Pet Experts and the Culture of Animal Companions

As consumer pet ownership continues to increase and pet owners are continually striving to create better lives for themselves and their pets, the potential to serve these consumers is presenting some remarkable opportunities.  However, in this market environment, the space is flooded with products and services.  So how can a marketer truly begin to understand how today’s pet owners purchase and consume products or services?

Tied to this is the question of how they conceptualize their pets, as well as how they understand and construct meanings around “experts”.  On the surface, both of these issues seem to have common sense answers.  But if asked to define what it is that makes a person’s hunting dogs different from the beagle that lives in the house and the distinctions become exceeding difficult to articulate.  Ask them where they learned about the flea and tick treatments they use and it’s very likely they will discuss their groomer just as often as their veterinarian.

First and foremost, the learning from an “expert” begins well before a visit the veterinarian.  It is driven by context and a sense of real-life experiences. The owner of a pet daycare facility and the person with hunting dogs has types of experiences that go beyond what is addressed by the clinician.  So, how might this insight be developed into an executable strategy?  A company could deploy representatives in major metro area that would be responsible for spreading word about a product among shelters, resorts, retail and groomers.  These locations have the “real” referrers, not the vets.  This ambassador would have a very different function from sales reps and would engage unofficial experts and consumers in their normal environments to establish awareness without the motivation of sales.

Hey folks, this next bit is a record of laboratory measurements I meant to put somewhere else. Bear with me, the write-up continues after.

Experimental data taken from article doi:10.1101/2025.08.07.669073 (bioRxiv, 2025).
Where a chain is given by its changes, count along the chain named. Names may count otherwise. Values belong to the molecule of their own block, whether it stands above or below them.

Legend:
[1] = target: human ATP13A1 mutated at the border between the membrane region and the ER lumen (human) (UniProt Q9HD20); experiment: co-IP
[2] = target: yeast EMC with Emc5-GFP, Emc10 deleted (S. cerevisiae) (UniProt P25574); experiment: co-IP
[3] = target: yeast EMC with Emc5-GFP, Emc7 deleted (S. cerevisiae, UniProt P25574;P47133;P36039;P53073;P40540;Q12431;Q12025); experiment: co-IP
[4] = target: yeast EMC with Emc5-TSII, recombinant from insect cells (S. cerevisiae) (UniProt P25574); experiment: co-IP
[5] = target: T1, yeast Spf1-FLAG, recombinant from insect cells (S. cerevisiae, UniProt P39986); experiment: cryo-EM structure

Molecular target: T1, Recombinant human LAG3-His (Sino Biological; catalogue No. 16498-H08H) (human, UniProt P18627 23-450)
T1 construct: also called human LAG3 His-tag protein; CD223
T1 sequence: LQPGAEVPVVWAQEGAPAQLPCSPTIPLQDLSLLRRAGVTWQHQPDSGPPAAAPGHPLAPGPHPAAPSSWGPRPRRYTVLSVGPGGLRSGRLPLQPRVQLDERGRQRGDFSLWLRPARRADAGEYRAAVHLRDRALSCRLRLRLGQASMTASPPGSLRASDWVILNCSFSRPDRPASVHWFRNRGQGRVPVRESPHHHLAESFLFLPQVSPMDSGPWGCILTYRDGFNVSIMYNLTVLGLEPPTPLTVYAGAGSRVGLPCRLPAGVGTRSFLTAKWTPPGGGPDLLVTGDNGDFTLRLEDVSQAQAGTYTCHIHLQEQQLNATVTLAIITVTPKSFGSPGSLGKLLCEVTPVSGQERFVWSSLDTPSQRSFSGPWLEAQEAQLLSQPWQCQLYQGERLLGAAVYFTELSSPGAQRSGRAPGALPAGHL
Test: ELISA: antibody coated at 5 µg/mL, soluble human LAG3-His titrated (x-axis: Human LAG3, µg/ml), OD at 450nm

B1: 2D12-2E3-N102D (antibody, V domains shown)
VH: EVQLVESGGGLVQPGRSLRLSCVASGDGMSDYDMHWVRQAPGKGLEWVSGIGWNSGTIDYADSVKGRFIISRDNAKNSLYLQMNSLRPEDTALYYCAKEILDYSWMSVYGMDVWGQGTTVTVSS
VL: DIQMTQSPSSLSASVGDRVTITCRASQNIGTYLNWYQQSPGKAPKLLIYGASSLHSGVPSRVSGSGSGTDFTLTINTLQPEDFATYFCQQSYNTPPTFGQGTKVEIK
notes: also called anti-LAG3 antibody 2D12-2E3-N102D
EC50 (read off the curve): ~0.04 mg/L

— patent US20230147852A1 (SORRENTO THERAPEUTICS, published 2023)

Other opportunities might include sponsoring entire dog parks or shelters to demonstrate on an emotional and grass roots level, that the company cares about the same things pet owners do. The idea is to become a point of reference for consumers when they make visits to clinics, pet hospitals, or any other venue where pet health products are sold and prescribed.

The second major insight is that the “type” of pet impacts where you go to get information about what to use. How a pet is functionally and symbolically conceptualized has a dramatic impact on purchase choices.  If, for example, a dog is conceptualized as being primarily for work/investment vs. companionship/part of the family, it impacts how and why people invest in that animal.  If a cat is an “indoor” vs. “outdoor” cat, it sets expectations about what are acceptable levels of disease and/or discomfort.  Ultimately these issues shape whom the consumer asks for product advice, how and where they shop, what types of messaging and imagery they respond to, and how they define “expertise”.  It is in these points of implicit meaning that marketing opportunities lie.

It all comes down to the point that pets are more than our humble companions and the people who treat them and care for them are more than their titles.

By Gavin

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